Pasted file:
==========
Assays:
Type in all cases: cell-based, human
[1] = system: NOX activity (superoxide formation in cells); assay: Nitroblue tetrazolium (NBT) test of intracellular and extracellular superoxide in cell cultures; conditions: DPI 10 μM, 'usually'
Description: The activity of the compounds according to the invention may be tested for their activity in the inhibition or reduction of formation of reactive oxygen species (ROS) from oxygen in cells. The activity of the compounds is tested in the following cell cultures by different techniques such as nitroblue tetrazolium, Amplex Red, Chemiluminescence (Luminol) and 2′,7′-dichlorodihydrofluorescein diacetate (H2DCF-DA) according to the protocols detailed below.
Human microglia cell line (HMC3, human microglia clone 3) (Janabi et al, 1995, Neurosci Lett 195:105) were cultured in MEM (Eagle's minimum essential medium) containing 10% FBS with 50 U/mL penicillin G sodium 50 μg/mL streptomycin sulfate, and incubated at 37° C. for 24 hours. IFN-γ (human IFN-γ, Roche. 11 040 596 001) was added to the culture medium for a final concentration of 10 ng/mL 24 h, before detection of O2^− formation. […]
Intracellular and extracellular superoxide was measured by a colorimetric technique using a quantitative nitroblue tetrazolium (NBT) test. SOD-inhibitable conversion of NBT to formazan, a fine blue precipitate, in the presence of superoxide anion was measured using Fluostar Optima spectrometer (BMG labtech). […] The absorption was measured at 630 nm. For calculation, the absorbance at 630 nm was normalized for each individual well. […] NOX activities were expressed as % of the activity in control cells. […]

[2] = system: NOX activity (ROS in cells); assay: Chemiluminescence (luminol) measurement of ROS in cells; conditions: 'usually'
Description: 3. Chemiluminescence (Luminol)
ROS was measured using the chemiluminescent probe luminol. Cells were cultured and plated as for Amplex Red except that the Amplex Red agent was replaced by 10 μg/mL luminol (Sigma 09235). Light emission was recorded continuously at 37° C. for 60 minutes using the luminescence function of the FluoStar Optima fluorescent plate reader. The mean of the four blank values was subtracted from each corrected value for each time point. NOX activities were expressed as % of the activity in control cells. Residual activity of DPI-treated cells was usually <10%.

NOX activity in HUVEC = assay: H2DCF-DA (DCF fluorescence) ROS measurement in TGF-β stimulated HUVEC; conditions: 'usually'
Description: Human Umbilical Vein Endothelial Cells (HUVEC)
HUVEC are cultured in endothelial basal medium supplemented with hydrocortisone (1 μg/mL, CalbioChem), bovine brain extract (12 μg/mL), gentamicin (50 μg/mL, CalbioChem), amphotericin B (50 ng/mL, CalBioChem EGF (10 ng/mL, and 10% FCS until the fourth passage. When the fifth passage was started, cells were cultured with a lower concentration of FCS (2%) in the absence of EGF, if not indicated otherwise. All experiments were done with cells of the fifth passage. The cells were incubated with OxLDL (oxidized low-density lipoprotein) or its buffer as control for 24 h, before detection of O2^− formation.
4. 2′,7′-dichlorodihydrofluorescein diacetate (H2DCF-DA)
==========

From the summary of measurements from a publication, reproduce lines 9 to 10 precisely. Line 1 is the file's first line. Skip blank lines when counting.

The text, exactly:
ROS was measured using the chemiluminescent probe luminol. Cells were cultured and plated as for Amplex Red except that the Amplex Red agent was replaced by 10 μg/mL luminol (Sigma 09235). Light emission was recorded continuously at 37° C. for 60 minutes using the luminescence function of the FluoStar Optima fluorescent plate reader. The mean of the four blank values was subtracted from each corrected value for each time point. NOX activities were expressed as % of the activity in control cells. Residual activity of DPI-treated cells was usually <10%.

NOX activity in HUVEC = assay: H2DCF-DA (DCF fluorescence) ROS measurement in TGF-β stimulated HUVEC; conditions: 'usually'